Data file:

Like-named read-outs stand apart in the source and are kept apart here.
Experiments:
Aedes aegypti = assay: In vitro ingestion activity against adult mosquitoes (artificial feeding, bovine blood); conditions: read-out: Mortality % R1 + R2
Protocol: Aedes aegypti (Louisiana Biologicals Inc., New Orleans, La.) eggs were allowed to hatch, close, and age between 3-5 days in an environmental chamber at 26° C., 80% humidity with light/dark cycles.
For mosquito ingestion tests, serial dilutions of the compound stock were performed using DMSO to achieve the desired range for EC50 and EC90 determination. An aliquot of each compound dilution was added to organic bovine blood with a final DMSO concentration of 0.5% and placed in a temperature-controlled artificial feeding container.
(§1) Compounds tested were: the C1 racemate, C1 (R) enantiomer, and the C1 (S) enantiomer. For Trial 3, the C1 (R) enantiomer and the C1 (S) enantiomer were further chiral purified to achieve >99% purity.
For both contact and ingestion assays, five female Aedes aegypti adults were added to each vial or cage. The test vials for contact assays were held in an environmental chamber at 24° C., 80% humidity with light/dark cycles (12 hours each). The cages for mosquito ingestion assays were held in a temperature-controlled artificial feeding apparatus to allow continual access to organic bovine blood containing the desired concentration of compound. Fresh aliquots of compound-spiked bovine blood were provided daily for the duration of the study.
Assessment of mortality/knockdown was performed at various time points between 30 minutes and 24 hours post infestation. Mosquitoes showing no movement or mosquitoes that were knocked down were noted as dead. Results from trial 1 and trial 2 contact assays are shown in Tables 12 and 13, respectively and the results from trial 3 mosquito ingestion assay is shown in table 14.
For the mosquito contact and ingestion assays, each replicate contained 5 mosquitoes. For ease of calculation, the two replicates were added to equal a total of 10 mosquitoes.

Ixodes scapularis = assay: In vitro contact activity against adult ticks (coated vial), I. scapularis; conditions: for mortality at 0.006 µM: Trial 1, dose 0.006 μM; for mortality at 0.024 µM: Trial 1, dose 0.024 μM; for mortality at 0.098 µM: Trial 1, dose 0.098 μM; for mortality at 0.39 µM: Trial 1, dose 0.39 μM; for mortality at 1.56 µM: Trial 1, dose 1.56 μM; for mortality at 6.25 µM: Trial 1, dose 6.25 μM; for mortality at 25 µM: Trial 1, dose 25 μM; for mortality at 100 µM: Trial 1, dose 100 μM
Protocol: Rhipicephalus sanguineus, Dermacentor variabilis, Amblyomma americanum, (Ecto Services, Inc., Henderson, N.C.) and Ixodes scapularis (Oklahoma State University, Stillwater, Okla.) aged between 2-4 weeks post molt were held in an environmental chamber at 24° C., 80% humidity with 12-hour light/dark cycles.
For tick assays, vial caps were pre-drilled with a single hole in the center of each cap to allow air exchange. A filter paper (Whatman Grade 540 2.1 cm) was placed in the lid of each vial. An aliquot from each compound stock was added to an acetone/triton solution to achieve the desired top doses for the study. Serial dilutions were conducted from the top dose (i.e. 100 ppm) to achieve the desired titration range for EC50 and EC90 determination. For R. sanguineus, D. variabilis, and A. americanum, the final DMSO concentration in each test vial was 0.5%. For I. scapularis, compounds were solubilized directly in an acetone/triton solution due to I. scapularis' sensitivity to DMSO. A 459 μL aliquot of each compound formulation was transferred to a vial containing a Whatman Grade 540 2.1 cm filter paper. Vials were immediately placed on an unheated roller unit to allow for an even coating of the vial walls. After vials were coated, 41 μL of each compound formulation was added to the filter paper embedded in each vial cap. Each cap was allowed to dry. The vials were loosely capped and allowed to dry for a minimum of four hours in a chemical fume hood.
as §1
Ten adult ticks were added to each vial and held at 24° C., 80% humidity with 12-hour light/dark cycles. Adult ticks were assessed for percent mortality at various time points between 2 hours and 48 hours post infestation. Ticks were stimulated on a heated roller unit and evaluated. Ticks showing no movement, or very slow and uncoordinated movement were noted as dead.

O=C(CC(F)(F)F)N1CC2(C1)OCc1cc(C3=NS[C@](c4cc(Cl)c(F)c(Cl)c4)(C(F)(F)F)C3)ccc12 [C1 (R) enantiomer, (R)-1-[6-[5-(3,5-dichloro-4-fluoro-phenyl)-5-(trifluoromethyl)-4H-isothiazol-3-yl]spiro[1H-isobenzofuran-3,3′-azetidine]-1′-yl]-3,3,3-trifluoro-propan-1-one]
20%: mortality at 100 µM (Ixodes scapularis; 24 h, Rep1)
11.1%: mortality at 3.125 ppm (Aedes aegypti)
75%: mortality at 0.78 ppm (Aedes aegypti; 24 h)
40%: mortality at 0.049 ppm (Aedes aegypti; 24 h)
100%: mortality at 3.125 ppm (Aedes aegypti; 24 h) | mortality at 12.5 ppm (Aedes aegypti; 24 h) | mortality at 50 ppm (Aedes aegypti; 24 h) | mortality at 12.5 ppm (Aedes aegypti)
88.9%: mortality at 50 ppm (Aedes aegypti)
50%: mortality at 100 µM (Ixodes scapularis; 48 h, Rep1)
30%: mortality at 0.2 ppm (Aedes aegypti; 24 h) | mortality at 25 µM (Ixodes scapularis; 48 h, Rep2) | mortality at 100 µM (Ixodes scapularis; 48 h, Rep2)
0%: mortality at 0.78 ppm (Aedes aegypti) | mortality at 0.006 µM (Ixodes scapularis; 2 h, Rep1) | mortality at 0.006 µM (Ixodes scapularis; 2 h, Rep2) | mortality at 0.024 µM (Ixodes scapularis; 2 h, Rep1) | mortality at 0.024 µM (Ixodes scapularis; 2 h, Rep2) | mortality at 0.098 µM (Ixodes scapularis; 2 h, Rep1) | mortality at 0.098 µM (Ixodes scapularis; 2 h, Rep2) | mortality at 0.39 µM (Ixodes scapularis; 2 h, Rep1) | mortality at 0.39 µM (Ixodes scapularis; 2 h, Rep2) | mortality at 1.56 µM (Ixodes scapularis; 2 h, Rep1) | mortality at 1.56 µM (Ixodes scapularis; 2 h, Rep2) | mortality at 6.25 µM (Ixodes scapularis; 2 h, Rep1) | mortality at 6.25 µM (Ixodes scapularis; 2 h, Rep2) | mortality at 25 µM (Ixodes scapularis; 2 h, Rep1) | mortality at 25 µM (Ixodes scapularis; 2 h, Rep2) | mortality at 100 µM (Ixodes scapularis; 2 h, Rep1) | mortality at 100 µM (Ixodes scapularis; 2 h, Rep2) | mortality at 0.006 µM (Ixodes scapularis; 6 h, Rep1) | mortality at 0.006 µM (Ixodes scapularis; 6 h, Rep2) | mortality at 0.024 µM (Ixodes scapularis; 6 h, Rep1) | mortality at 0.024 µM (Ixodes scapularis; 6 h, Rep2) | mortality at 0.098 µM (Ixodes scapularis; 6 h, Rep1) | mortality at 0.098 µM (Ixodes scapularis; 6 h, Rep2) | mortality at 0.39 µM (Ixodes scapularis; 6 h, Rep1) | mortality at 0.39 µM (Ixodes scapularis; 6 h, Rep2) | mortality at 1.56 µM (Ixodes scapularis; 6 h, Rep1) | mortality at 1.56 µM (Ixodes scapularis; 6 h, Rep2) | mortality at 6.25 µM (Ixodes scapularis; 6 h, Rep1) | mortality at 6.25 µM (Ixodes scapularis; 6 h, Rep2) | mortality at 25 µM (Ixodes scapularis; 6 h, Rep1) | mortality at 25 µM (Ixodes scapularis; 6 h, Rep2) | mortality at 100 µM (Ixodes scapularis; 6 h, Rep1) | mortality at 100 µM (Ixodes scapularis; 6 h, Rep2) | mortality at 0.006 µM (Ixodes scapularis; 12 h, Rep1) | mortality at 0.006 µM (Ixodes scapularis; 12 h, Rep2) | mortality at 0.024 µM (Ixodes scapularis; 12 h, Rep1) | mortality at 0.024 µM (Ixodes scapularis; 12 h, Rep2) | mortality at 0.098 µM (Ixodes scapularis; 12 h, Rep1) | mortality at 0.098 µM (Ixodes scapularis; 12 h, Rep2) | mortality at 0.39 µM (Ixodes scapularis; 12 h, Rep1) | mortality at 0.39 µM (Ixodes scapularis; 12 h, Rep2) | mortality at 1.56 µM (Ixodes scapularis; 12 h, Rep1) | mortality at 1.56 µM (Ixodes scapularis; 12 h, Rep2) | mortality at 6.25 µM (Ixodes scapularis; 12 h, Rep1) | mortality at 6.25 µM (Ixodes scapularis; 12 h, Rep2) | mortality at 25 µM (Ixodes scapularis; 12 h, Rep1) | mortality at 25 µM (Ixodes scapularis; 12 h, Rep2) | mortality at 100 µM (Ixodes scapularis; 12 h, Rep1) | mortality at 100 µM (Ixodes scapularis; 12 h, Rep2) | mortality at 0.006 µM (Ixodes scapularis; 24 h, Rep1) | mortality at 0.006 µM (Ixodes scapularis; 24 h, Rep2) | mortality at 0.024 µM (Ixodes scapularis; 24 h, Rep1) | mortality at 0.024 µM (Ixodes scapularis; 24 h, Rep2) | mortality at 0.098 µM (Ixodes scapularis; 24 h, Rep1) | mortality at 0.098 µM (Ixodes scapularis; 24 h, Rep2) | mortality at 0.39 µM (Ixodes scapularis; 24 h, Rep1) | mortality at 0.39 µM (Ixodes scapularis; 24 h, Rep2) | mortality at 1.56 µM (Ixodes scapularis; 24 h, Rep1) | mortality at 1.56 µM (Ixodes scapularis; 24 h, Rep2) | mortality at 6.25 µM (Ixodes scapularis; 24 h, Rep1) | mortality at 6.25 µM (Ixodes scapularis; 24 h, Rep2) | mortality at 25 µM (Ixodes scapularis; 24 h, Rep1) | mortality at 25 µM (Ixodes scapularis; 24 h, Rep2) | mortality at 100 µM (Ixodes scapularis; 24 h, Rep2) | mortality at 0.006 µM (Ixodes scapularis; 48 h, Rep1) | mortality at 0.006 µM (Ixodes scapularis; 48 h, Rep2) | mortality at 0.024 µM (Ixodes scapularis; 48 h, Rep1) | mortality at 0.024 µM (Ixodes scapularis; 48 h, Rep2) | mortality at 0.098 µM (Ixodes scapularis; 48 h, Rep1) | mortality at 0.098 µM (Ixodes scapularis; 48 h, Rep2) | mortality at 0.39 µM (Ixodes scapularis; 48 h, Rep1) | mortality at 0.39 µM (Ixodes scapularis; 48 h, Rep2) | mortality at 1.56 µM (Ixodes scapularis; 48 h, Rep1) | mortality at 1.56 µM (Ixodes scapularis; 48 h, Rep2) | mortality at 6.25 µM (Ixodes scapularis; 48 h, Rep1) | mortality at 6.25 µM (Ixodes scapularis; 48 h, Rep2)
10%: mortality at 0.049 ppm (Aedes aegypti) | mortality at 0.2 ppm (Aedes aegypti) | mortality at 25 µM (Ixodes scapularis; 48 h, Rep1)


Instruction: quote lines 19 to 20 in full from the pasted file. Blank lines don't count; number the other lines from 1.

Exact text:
40%: mortality at 0.049 ppm (Aedes aegypti; 24 h)
100%: mortality at 3.125 ppm (Aedes aegypti; 24 h) | mortality at 12.5 ppm (Aedes aegypti; 24 h) | mortality at 50 ppm (Aedes aegypti; 24 h) | mortality at 12.5 ppm (Aedes aegypti)